Jeremiah Cox

15.       Jeremiah Littleton3 Cox (Joseph2, John1) was born 13 October 1818, at Abington in Wayne County, Indiana.  He was killed on 12 September 1882 (age 63y, 10m, 25d gs) at Port Byron, Rock Island County, Illinois when his load of wood overturned on him.  Jeremiah, known as Jerry, married Mary Freeland on 13 October 1839 in Rock Island County, Illinois.  Mary was born on 19 August 1817 in Ohio, a daughter of Luke Freeland and Ruth Thompson, and died on 21 April 1902 (age 84y, 8m, 3d gs) in Rock Island County.  Jerry and Mary are buried at Fairfield cemetery, Rock Island County.

 Jerry was a laborer residing in District 37, Rock Island County at the time of the 1850 census.  On 27 October 1855, Jeremiah was a class leader at the first quarterly meeting conference for the Port Byron Circuit of the Methodist Episcopal Church.  He was also on the earliest list of members of the Port Byron Methodist Episcopal Church, dating from 1857 (S20, p. 102).  In 1860, Jeremiah was a farmer in Coe township (T19N, R2E), Rock Island County (P.O. Port Byron), with real estate worth $800 and personal estate of $350 (census, p. 460). 

On 19 April 1861, Jeremiah L. Cox, age 42, enlisted at Rock Island for a three month term as a private in Company D (Capt. Williams) 12th Illinois Infantry.  The Rock Island Argus of 31 May 1861 mentions him as a member of Capt. Benson's Company (age 42).  He was mustered out at Cairo, Illinois with the rest of the company on 1 August 1861.  A year later, on 11 August 1862 at Coe township, Rock Island County, he enrolled, at age 44, for a three year enlistment as a private in Company G, 126th Illinois Infantry, and was mustered in with the rest of the company at Alton, Illinois on 4 September 1862.  The bounty payable for the enlistment was $600, of which $75 was due when he was mustered out.  Jerry is listed on the muster rolls as present with the company until June of 1864.  In February 1864, his son Pleasant, age 19, enlisted in the same company.  On 2 June 1864, Jerry was detailed as the Post Carpenter at the post in DeVall’s Bluff, Arkansas, and remained in that capacity until about March or April of 1865, when he rejoined the company and was present when it was mustered out at Pine Bluff, Arkansas on 12 July 1865.  At that point, he had last been paid through 28 February 1865 and his clothes account had last been settled on 31 August 1864, since which time he had drawn $44.29 in clothing.  He also owed the government $6 for arms and equipment.

J.L. Cox of Coe was a delegate to the Republican County Convention in 1866 (Rock Island Weekly Union, 1Aug 1866).  The Rock Island Daily Argus of 5 September 1873 mentions him in connection with a Rock Island city criminal case.  An 1877 biographical listing of J.L. Cox shows him as a farmer, residing in section 19, Coe township, P.O. Port Byron, a Republican and Methodist, owning 80 acres worth $4,000.  (S17, p. 405).  Jeremiah was a farmer in Coe township in 1880 (census, p. 251B).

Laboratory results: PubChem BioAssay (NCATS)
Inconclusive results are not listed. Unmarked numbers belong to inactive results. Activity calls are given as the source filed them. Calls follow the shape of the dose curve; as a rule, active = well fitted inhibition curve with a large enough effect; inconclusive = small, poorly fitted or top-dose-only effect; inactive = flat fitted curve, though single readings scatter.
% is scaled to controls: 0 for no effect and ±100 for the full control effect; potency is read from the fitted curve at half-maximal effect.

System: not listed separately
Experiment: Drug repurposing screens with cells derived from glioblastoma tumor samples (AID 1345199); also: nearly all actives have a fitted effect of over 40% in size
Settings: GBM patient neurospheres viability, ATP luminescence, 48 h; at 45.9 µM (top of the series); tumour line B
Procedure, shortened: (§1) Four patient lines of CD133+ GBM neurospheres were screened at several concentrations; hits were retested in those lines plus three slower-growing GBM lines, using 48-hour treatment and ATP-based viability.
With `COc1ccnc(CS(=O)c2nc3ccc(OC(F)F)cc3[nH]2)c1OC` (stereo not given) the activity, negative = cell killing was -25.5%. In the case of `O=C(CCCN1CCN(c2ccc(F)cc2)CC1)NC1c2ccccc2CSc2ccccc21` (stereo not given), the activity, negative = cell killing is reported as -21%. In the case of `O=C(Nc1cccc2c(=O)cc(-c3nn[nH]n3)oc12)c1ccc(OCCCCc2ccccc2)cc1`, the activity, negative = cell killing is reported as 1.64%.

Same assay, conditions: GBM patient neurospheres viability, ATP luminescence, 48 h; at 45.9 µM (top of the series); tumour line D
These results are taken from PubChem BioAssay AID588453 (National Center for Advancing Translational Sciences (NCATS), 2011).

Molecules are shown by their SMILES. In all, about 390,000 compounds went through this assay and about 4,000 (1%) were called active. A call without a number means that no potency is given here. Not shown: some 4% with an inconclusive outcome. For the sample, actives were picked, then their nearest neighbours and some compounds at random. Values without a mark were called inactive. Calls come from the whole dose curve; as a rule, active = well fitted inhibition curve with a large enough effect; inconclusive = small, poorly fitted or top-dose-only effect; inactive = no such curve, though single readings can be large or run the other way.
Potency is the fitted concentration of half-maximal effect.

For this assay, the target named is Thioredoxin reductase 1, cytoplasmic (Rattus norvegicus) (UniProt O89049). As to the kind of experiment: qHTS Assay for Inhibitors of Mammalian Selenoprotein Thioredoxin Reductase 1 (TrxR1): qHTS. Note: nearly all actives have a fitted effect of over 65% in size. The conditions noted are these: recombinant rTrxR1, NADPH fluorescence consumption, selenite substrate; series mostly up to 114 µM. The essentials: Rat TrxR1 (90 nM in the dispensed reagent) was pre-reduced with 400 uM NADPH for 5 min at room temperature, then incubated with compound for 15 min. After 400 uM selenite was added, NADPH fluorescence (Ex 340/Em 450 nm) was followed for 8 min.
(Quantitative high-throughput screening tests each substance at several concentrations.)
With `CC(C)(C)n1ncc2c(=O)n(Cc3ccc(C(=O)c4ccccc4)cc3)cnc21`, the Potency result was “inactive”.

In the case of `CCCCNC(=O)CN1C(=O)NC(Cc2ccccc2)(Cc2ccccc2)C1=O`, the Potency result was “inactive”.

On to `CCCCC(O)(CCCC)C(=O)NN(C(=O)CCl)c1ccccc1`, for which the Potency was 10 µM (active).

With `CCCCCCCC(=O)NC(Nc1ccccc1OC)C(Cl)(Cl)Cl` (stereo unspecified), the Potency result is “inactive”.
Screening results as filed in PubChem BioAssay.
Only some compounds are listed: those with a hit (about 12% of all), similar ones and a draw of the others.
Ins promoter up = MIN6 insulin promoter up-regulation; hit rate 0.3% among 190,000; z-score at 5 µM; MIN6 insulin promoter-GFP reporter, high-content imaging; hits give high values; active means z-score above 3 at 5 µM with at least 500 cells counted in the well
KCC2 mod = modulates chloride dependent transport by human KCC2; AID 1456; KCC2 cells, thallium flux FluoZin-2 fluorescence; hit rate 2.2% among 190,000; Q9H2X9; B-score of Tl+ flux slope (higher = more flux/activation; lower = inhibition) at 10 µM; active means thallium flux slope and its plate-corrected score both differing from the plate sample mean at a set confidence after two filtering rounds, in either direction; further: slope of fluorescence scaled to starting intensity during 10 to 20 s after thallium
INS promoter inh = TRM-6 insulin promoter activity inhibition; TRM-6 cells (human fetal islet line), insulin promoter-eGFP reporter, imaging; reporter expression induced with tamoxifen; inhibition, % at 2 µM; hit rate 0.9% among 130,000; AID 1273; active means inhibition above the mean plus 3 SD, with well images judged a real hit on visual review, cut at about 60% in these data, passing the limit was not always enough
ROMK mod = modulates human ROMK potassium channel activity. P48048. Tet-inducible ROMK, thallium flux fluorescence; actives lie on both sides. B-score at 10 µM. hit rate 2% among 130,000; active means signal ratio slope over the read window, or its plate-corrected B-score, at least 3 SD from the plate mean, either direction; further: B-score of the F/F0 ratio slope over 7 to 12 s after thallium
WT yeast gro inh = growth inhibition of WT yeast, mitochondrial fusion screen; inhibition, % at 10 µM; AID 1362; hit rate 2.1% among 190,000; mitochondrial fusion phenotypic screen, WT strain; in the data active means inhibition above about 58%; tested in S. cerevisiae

At his death in 1882, Jeremiah owned 50 acres of land worth $1500 and had personal property totalling $1,210.80.  The latter included an old light gray mare, a dark gray gelding, an old light bay gelding, a gray colt, 4 red cows, 2 spotted cows, a roan cow, 7 spring calves, 3 yearling heifers, 1 sow and pigs, 50 sheep & lambs, 15 shoats, 10 small pigs, a farm wagon and spring wagon, an old bob sled, a cultivator, a reaper, two plows, a barley rake, another rake, a one half interest in a corn planter, a 4 tine fork, a 2 tine fork, a shovel, a set of double harness, 70 bushels of oats (@25˘ bu.), hay in the barn, a buffalo robe, 34 turkeys (@40˘ each), chickens, an iron kettle, apples in orchard, a grind stone, ax, 10 grain sacks, cooking stove & fixtures, kitchen table, 7 tin pans, store jars, coffee mill, 40 glass jars, butter bowl, barrel, Dubuque soft coal bin burner, clock, mirror, 6 kitchen chairs, 1 rocking chair, 8 chairs, stand & cover, lounge, 2 rag carpets, lamp, bed stead, bureau, ward robe, cl[] press, 3 feather beds & bedding, 3 bed steads, crockery, glass set, small scales, 3 sad irons, wash bowl & pitcher, lamp, 2 sets of knives & forks, 30 bushels of potatoes (@30˘ bu.), 1 hay rack, and 15 acres of corn in field.  His probate petition names Mary Cox, widow, and Caroline Cox, David Cox and Pleasant F. Cox, his children, as his heirs.


 83       i.       David Fletcher4 Cox, b. 10 Aug 1840, Rock Island Co., Illinois; m. Harriet E. Smith

 84      ii.       Pleasant Freeland Cox, b. 31 May 1844, Port Byron, Rock Island Co., Illinois; m. Florinda A. Smith

 85     iii.       Caroline Cox, b. 10 Feb 1845 or 1846, Illinois; m. James McGovern

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